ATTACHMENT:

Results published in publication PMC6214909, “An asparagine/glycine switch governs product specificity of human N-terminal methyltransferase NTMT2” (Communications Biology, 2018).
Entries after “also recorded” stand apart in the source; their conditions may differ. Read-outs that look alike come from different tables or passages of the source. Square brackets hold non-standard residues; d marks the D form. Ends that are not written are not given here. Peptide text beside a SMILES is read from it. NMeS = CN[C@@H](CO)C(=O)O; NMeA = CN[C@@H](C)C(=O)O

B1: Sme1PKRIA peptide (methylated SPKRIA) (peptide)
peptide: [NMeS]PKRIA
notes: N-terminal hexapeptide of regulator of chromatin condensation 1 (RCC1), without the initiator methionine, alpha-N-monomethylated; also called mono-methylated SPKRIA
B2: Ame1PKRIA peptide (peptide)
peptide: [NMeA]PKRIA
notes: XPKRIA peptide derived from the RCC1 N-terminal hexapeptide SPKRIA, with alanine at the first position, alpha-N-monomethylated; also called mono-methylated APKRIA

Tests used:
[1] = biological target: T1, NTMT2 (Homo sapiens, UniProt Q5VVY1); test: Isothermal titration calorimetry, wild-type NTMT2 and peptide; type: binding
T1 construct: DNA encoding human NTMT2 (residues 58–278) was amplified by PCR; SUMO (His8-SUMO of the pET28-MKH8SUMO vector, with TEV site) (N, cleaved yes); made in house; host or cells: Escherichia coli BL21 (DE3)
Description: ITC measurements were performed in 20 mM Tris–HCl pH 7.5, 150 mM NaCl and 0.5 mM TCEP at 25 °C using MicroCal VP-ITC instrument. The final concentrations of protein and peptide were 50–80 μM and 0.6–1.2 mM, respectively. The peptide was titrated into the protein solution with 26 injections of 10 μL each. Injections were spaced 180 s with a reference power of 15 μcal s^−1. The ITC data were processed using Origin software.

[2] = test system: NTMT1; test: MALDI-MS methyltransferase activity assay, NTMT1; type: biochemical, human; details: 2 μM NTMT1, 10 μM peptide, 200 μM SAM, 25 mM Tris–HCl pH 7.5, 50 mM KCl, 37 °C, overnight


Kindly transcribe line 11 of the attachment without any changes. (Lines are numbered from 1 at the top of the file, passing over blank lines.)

T1 construct: DNA encoding human NTMT2 (residues 58–278) was amplified by PCR; SUMO (His8-SUMO of the pET28-MKH8SUMO vector, with TEV site) (N, cleaved yes); made in house; host or cells: Escherichia coli BL21 (DE3)